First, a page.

If you think someone you know has experienced a hate crime, there are many ways you can offer support.
Understanding the behaviours associated with hate crimes is a good place to start. Some people will want to share what has happened or is happening to them and how it's making them feel.
Hate incidents and hate crime are acts of violence or hostility against a person or property that is motivated by hostility or prejudice towards a person due to a particular characteristic. These may include a disability, race or ethnicity, religion or belief, sexual orientation, transgender identity or an alternative sub-culture. A victim does not have to be a member of the group at which the hostility is targeted. In fact, anyone could be a victim of a hate crime.
Hate incidents and crimes include bullying, harassment and sexual harassment, which are contrary to the Equality Act 2010 and the University Harassment Policy.
Find out more about bullying and harassment and sexual harassment.
- Are they in immediate danger? If they are in immediate danger or seriously injured, you can call 999 (or 112 from a mobile).
- Find a safe space. If an incident has just happened, try to help them find somewhere they feel safe. If this isn't possible and they are scared or fearful, you can suggest they call Security on 01225 87 5555.
- What is a hate crime? It might be useful to think about what hate crime is and how some of the behaviours may present.
- Listen. Just taking the time to listen to someone and talk about what has happened can help. These six active listening tips might help you to support them.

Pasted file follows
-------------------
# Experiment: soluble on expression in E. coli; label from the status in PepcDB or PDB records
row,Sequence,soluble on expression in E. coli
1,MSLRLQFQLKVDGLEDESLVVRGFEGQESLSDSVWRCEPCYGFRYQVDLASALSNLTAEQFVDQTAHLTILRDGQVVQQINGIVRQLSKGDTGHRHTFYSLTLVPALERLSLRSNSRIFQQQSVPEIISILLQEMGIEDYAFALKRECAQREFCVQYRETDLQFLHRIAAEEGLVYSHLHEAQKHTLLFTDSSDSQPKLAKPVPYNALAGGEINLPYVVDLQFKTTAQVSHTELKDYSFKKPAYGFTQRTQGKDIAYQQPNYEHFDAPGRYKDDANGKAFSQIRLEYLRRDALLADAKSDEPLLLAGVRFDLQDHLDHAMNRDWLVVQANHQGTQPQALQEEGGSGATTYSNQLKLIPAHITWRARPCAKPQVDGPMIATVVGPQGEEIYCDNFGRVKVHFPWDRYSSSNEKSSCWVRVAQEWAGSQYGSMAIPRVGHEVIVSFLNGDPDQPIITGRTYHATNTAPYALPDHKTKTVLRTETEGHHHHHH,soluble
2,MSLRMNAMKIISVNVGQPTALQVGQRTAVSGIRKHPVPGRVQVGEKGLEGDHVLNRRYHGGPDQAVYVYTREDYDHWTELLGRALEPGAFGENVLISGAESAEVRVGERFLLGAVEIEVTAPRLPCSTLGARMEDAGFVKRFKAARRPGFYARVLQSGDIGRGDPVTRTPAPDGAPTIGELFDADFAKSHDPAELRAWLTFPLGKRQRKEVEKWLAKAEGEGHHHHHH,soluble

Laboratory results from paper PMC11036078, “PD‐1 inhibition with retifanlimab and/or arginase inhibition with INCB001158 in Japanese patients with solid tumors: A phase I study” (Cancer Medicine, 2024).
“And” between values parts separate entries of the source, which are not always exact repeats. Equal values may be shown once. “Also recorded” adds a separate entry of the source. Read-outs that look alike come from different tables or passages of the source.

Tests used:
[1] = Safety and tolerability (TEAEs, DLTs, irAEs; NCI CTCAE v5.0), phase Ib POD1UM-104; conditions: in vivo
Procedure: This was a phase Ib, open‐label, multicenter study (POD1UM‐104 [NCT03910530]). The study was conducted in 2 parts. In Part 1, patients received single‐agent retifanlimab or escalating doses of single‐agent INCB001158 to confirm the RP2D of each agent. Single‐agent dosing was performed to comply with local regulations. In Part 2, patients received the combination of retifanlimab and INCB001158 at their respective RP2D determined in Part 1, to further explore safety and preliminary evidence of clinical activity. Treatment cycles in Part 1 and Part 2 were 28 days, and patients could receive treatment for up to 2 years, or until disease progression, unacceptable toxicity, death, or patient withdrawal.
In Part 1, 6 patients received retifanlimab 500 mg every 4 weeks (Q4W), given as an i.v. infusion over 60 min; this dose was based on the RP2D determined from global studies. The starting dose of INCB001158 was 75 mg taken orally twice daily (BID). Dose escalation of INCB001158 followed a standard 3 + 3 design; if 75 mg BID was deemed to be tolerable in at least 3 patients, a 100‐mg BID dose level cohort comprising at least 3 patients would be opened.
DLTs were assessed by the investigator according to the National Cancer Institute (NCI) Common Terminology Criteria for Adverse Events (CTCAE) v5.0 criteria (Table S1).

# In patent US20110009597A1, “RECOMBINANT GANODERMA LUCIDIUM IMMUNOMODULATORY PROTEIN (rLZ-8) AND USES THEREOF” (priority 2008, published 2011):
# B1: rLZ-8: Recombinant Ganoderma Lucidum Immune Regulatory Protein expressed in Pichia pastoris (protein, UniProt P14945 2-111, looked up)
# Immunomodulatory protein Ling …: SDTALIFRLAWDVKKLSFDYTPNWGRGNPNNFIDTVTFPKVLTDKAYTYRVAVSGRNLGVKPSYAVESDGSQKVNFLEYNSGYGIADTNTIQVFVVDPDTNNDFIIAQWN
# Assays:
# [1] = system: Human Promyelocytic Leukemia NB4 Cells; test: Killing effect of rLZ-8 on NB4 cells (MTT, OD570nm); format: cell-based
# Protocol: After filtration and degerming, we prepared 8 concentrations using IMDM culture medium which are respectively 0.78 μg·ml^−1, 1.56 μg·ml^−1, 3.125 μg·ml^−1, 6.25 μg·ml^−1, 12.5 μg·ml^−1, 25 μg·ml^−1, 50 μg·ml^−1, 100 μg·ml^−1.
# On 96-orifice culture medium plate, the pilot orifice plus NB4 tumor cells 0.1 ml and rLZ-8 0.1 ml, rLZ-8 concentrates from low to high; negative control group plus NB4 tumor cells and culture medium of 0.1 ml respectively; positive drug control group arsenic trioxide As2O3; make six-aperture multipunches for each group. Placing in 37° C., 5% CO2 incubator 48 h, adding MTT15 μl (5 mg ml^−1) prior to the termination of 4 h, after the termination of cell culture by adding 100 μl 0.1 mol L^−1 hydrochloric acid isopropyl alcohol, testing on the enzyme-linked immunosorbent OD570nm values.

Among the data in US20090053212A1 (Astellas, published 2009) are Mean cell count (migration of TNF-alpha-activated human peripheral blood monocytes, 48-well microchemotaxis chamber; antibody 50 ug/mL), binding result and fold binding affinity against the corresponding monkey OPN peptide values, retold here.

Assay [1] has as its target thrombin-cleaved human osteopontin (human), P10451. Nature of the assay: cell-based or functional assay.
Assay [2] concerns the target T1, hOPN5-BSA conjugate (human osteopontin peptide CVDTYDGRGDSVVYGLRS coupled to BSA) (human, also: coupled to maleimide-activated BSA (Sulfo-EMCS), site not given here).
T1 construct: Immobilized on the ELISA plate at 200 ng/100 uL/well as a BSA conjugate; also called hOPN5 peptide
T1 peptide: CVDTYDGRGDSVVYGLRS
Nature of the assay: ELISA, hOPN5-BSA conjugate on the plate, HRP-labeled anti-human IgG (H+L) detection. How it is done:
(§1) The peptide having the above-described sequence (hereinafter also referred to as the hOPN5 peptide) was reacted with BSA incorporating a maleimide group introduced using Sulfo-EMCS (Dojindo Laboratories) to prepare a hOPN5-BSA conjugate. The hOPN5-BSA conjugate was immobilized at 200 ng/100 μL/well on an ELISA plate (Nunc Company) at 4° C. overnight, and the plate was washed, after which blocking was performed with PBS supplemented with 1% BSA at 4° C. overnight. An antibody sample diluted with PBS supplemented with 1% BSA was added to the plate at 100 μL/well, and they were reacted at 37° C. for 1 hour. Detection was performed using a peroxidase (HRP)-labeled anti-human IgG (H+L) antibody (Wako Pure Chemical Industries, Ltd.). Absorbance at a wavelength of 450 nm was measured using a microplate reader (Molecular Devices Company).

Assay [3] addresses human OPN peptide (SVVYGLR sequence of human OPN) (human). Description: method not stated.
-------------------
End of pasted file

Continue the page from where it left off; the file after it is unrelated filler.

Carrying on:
Published on Oct 4, 2015 Based on the Samaritans guidelines for active listening
- Give options - when they have finished talking, ask them if they are open to discussing some possible options.
- Student Wellbeing Services - an advisor can discuss in confidence the University's procedures, how to make a complaint and what support is available. Advisors can talk both to the person who is experiencing a problem, and to those who are supporting that person.
- To the Police - if you want to report directly to the police you can contact Avon and somerset Police on 101, or use the online form for reporting hate crime.
- Report and Support - students and staff can report an incident using the University’s Report and Support system. You can choose to do this anonymously or you can request support from an advisor. If you choose to speak with an advisor, they will confidentially discuss the options and support available to you.
- University Procedure - if you choose to make a formal complaint to the University about a student or a member of staff, there are procedures which set out the steps that will need to be followed.
1 in 4 people is affected by a mental health problem in any year and it is estimated that around 1 in 5 people has contemplated suicide or self-harm.
- Find out what support is available for mental health.
- Take care of yourself. If you’ve heard something distressing or if something is troubling you:
- Student Wellbeing Services provides confidential help and support for students
- Staff can speak with their line-manager, a Harrassment Advisor, contact HR and access Lifeworks, the University’s employee assistance service.